On July 21, 2015, this blog made its debut with a post entitled “It was the summer of ’65…”. In that first installment, I described my earliest experiences with comic books, leading up to to my very first comics purchase in the, well, summer of ’65. Since then, I’ve been writing about some of the most interesting individual issues I bought in my first few years as an avid comics reader (and nascent collector), while also attempting to chronicle, more generally, the evolution of my own comics tastes and interests, and setting that personal narrative in the broader context of what was going on in the funnybook industry (and, more broadly, in American culture), during those years.
But now, almost half a decade after starting this project, I’ve reached the point in the narrative of my comic book buying and reading where that story almost came to an end, fifty years ago. I’ve arrived at the time in my life when, at least for a while, I stopped buying comics. Read More
In July, 1969, Marvel Comics editor-in-chief Stan Lee announced in his “Stan’s Soapbox” column that the company was instituting a new “no continued stories” policy for all its titles. Today, that policy (which remained in place for about a year and a half, at least officially) is widely considered to have been not Lee’s own idea, but rather one that was imposed on him by his then-boss, publisher Martin Goodman. Assuming that’s true, it’s interesting to consider how much Lee flouted the policy in one of the relatively few books he still wrote himself, The Amazing Spider-Man — which, as it happens, was also the company’s best-selling title, and thus probably the one most likely to be noticed by Goodman. Read More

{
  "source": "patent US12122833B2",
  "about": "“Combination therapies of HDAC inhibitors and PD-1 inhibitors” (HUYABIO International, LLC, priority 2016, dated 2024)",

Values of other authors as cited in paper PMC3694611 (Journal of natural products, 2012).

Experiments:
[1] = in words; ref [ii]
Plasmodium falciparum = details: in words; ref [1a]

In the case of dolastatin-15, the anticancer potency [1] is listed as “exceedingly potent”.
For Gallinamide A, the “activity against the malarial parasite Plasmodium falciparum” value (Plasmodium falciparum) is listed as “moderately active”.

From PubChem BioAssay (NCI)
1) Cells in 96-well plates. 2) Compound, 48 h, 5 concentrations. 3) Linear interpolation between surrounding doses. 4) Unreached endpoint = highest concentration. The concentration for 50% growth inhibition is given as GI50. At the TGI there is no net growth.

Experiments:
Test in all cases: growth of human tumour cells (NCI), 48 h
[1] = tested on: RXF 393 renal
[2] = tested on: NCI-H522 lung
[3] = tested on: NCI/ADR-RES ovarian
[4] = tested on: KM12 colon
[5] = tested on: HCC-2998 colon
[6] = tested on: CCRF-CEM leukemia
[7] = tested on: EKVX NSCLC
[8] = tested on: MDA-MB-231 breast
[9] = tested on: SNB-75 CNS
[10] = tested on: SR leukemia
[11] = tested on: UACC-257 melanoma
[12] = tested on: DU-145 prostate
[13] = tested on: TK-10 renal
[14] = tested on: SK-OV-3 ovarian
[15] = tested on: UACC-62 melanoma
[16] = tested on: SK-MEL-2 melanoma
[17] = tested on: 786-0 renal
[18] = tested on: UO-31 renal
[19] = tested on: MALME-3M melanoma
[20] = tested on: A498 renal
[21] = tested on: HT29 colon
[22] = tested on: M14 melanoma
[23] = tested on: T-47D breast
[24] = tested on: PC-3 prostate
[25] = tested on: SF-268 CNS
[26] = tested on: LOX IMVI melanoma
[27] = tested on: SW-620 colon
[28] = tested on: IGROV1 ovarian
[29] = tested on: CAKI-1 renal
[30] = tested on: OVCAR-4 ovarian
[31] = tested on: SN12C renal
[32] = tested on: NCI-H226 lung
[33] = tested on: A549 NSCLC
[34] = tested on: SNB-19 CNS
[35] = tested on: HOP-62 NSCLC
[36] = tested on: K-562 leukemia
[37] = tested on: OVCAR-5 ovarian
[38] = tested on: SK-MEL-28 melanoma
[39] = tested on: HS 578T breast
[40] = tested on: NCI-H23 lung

With the 94th issue of Fantastic Four, Marvel Comics’ new single-issue story policy, first announced by editor-in-chief Stan Lee in a “Stan’s Soapbox” editorial three months earlier, finally caught up with the publisher’s flagship title — its implementation there having been delayed for a couple of issues while Lee and his collaborator Jack Kirby wrapped up their “Skrull gangster planet” multi-parter. Prior to that storyline, the book had featured another serialized tale, involving the Mole Man, that filled up two issues and spilled over into a third; that story had in turn followed a Dr. Doom epic that ran four issues; and so on. In fact, the last real “done-in-one” story to appear in Fantastic Four had been “Where Treads the Living Totem!” in #80 (Nov., 1968) — an issue which happened to be not only the second-ever FF comic I’d ever bought, but also my least favorite issue to date. Outside of reprints, prior to October, 1969 that was likely the only single-issue, non-continued Fantastic Four story my twelve-year-old self had ever read. Read More